Australia says China’s actions at odds with rhetoric of peace

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Defense minister says there is a ‘significant relationship’ between what China says and what it does.

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China’s “dangerous” action does not match its rhetoric about promoting peace and prosperity in the region, Australia’s defense minister said on Friday after a Chinese Navy ship sailed through the country’s exclusive economic zone. was tracked.

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Defense Minister Peter Dutton listed China’s militarization of the South China Sea, recent aggression towards Taiwan and the introduction of national security legislation in Hong Kong as examples where China’s actions failed to match its rhetoric.

“We are all aware of the Chinese government’s persistent claims that it is committed to peace, cooperation and development,” Dutton said in a speech in Canberra.

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“And yet we witness a significant disconnect between words and actions. We have watched very closely as the Chinese government engages in increasingly dangerous activities.”

The Chinese embassy in Canberra said Dutton had distorted China’s foreign policy, misled the Australian people and was “promoting conflict and division between peoples and nations”.

“It is inconceivable that China-Australia relations will gain a good momentum…

Relations between the two countries reached a nadir in 2020 when Canberra backed a UN investigation into the origins of COVID-19, which first emerged two years ago in the Chinese city of Wuhan.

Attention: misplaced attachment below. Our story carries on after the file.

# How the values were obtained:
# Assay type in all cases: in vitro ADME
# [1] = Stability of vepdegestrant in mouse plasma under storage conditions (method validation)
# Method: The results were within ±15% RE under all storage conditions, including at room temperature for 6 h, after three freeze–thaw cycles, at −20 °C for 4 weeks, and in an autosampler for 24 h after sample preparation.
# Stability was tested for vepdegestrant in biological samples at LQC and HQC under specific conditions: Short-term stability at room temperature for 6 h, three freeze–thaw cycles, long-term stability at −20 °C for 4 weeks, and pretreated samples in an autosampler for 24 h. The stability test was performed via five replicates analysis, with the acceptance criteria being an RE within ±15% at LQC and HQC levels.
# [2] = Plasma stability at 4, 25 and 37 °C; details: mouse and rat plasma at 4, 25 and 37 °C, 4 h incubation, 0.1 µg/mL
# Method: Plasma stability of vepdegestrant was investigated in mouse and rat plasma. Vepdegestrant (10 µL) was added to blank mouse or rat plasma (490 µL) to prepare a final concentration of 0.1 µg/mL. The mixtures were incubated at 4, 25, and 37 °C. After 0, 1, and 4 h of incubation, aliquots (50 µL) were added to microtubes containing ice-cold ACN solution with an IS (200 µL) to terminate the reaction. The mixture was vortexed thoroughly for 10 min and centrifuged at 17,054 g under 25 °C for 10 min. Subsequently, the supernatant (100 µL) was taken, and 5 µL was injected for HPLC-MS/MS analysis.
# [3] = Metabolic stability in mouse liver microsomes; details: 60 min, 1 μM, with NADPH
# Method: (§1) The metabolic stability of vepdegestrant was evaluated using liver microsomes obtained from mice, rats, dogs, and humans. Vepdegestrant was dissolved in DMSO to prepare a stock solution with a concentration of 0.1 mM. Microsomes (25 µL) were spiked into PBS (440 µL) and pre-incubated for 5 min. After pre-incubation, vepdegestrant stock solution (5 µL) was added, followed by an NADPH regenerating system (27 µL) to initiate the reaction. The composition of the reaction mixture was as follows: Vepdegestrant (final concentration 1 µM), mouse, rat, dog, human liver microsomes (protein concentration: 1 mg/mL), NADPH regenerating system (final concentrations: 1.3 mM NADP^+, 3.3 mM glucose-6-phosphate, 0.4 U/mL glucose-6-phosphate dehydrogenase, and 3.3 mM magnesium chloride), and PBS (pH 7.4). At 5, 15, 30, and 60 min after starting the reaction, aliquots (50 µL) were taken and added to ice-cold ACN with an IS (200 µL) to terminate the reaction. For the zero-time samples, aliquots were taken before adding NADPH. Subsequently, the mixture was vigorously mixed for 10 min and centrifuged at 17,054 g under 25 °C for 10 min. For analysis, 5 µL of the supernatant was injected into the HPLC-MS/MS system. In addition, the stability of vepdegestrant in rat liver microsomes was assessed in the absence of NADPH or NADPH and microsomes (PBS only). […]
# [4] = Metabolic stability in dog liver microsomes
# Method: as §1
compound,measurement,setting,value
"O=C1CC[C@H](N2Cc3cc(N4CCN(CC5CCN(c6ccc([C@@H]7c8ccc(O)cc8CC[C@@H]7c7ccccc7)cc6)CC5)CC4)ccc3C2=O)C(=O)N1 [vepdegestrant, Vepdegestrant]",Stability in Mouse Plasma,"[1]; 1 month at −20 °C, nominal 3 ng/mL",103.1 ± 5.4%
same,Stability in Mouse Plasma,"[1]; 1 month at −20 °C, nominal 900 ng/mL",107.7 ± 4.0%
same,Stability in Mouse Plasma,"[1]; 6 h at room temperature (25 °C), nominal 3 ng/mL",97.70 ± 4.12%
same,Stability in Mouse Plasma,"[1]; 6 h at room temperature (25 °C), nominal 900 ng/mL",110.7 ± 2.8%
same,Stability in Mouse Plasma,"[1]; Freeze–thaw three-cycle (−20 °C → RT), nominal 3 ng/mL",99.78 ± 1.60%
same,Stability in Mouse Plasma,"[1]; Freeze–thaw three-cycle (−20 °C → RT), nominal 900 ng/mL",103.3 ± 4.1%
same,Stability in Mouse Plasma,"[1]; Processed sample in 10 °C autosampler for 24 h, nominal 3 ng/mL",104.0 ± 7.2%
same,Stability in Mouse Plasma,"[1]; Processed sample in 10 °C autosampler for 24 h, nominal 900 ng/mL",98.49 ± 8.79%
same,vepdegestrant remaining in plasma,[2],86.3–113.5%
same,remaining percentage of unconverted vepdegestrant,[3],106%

Dutton referred to China’s rapidly growing claims in the South China Sea where it has blocked the Philippines within its EEZ of the Southeast Asian country. [File: Jay Director/AFP]

China cut off ministerial contacts and effectively scrapped a 2015 free trade agreement by imposing heavy tariffs on Australian exports of wine, barley, beef, coal and seafood. Australia and its ally the United States called the move “economic coercion”.

Dutton’s remarks came after Australia confirmed that in August it had monitored a Chinese intelligence vessel sailing inside Australia’s Exclusive Economic Zone (EEZ), but not in Australian territorial waters.

Prime Minister Scott Morrison said the ship – the second to be patrolled off the Australian coast in so many months – was traveling legally.

“But don’t think for a moment that we weren’t watching them, because they wanted to keep an eye on us,” Morrison told reporters in Adelaide.

“What this demonstrates is that no one can be satisfied about the situation in the Indo-Pacific anymore.”

In September, a new security agreement between Australia, the United States and the United Kingdom, called AUKUS, was widely seen as an attempt to shore up regional military might in the face of China’s growing presence. China has called Aukas a threat to world peace.

China is also flexing its muscles in the South China Sea, this month with its Coast Guard ships firing water cannon and blocking access to a Philippines supply ship within the Southeast Asian country’s EEZ in the second Thomas Shoal. It has also called for the Philippines to remove a military post there – claiming the shoal is its territory.

Manila has refused, noting that a 2016 ruling by a UN-backed arbitration court rejected China’s claim over nearly the entire sea under its controversial nine-dash line.

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